|Don’t be afraid to can|
|Written by Larry Ellis, fishing columnist|
|September 27, 2013 08:48 pm|
The Curry County Extension Service is your best friend, especially this time of year when folks are canning tuna and salmon, and hunting big game such as deer and elk. A division of Oregon State University, the extension service is a gold mine of information and educators. For all things having to do with canning, it is an invaluable resource.
When most people talk about canning, they are not referring to actual cans, but to mason jars that are made of glass. People either can pint or half-pint jars made by Ball or Kerr.
Sheryl McDonald, office coordinator for the Family & Community Health Education section, is the canning specialist. Sheryl recommends that everyone have their pressure gauges checked at least once a year, and the best part is that this service is offered free of charge.
If your gauge is attached to your canner lid, you can bring in the entire lid with the pressure gauge attached, or just bring in an isolated gauge.
Your gauge will be attached to a device that is connected to the extension service’s master gauge. Sheryl will pump up both gauges and then compare the readings between the two. The numbers on both gauges should match. If your gauge is reading too high or too low, it’s time to buy a new gauge.
Now don’t assume that a newly-purchased gauge always reads correctly. Brand new gauges can be, but are often not, calibrated correctly. Just last week, I brought in a brand-new gauge to be tested. It had to be returned, but a newly-exchanged gauge passed the test with flying colors.
Having your gauges checked for accuracy is critical to make sure that you are canning your fish at safe pressures and times. The latest scientific data states that a person must can their fish at a minimum of 11 pounds for a minimum of 100 minutes. This is the minimum pressure and time that is required to kill the spores that cause botulism, a terrible disease that is often fatal. People who live through it often have permanent nerve damage.
Of course keeping your canner’s pressure at precisely 11 pounds is not always possible. If your gauge should drop below 11 pounds, even if it reads 10.9999 pounds, you have to bring the canner’s pressure back up to 11 pounds and start the timing all over again at 100 minutes, even if you only have 1 minute left to go. Again, botulism — bad stuff — take no chances!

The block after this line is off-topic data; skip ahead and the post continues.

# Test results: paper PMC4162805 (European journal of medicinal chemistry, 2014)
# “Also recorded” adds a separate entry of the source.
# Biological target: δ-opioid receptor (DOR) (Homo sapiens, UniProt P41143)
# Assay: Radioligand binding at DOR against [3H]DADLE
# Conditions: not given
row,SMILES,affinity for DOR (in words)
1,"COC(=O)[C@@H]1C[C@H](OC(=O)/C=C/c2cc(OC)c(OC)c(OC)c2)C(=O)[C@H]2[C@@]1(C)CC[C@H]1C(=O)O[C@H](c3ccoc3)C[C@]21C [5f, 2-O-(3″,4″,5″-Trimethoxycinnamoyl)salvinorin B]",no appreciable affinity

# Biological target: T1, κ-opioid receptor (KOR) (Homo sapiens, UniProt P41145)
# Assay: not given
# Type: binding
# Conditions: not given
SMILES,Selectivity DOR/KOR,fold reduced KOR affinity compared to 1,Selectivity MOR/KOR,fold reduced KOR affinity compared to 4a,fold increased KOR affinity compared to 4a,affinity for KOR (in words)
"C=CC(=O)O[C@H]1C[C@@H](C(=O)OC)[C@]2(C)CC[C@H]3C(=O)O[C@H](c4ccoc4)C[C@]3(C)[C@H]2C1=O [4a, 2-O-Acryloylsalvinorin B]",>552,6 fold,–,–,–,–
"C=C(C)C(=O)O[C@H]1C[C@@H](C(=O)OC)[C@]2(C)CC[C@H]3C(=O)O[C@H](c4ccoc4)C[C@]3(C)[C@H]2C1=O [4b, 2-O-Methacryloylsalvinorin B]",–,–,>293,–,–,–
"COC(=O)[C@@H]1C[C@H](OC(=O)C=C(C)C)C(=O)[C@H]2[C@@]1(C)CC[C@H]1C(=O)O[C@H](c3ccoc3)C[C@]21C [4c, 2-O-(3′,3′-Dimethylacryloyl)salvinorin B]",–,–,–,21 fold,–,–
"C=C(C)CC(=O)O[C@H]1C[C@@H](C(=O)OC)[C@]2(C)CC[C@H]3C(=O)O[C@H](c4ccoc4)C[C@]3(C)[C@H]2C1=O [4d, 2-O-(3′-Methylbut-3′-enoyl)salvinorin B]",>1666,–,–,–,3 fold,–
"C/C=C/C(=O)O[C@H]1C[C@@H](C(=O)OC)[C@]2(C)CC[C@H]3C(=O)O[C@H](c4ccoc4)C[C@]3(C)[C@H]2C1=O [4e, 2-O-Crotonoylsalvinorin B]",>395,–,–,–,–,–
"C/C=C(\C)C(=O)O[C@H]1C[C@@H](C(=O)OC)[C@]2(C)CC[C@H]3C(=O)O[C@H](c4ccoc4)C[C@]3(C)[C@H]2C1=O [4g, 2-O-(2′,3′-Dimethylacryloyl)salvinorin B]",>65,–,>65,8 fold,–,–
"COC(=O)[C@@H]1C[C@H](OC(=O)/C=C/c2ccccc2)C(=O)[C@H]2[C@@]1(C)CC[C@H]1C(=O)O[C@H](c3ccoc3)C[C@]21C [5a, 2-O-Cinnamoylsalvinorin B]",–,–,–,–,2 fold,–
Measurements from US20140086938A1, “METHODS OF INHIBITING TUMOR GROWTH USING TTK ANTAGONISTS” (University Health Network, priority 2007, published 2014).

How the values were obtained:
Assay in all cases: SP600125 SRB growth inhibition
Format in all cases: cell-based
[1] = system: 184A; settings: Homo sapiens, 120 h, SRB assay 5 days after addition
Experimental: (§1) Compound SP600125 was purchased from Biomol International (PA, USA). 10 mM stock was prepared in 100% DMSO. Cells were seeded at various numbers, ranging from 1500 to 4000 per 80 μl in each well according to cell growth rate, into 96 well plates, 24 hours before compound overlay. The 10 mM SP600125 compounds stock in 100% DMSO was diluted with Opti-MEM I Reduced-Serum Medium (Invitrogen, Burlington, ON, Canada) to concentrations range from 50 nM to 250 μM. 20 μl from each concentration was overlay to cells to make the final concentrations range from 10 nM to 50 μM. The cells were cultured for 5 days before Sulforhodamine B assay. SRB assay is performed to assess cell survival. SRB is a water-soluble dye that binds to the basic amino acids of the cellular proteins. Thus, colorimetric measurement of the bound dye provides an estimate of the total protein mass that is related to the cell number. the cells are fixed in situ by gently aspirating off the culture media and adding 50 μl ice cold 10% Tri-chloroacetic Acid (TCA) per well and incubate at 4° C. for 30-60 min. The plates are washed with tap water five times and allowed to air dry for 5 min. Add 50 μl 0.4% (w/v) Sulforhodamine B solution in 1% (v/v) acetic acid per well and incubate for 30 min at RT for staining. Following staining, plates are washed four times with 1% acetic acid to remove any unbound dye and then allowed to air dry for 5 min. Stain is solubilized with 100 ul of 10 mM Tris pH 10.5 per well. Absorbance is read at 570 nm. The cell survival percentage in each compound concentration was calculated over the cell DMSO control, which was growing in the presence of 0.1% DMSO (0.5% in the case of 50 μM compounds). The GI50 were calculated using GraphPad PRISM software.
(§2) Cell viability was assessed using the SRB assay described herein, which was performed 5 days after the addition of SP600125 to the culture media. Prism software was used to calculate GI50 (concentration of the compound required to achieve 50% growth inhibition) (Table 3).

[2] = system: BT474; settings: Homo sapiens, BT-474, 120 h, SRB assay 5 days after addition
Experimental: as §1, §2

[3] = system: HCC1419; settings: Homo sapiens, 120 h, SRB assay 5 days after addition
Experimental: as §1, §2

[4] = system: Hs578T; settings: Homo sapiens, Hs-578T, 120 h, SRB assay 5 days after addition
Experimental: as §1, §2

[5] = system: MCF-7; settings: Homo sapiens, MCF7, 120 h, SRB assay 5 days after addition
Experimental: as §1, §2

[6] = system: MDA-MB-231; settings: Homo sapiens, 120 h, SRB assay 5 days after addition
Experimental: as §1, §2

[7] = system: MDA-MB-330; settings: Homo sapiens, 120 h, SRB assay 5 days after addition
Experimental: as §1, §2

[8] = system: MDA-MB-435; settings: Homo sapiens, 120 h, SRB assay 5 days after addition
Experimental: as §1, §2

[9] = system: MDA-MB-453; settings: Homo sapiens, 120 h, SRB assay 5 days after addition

So to be on the safe side, I always can my fish at 12 or even 13 pounds of pressure, and I also can at 110 minutes instead of 100. That way, there is always a buffer in case the stove’s temperature should suddenly drop, or if the timer is off a little bit. In addition, I also use two timers.
So last week I had all my gauges tested. I had to throw out one gauge that hadn’t been used for several years, and then there was that new gauge that also failed the test. But the other two gauges were spot-on matches to the master gauge.
You always come out of the extension service with more knowledge than what you came in with. Not too long ago, after asking about some canning tips, I walked out with all kinds of great pamphlets, one of which discussed the nuances of boning out a deer or an elk. Make sure to ask for one of these booklets since this is the season for hunting big game.
The Curry County Extension Service is located at the Gold Beach Fairgrounds. The phone number is 541-247-6672.
It was recently brought to my attention that many people do not know what the Chetco bay is. When I refer to people trolling in the Chetco bay, I am referring to the lower Chetco River near the mouth of the river, in between, but not outside an imaginary line drawn between the ends of the north and south jetties. Presently, you are allowed to fish from river mile 2.2 down to the mouth. Salmon are still slowly trickling into the mouth.
On Wednesday around 1:30 p.m., there was also some decent activity at the mouth of the Rogue River in Gold Beach, where an 18-pound hatchery coho and several other fall Chinook were caught. I saw at least four, chrome-bright salmon jump straight out of the water as well.
Don’t forget that the last ocean salmon season of the year, the Chetco Ocean Terminal Area Fishery, starts Tuesday, Oct. 1 and lasts through Oct. 13. An ocean derby is being run by Sporthaven Marina — $38 entry fee. Also, please turn in the snouts of your hatchery salmon at the kiosk located inside of the Port of Brookings Harbor fillet station.
Oct. 1 also marks the opening of fishing for groundfish at all depths. Also on Oct. 1 you might start thinking about fishing for petrale sole or sanddabs, using small hooks at the halibut grounds.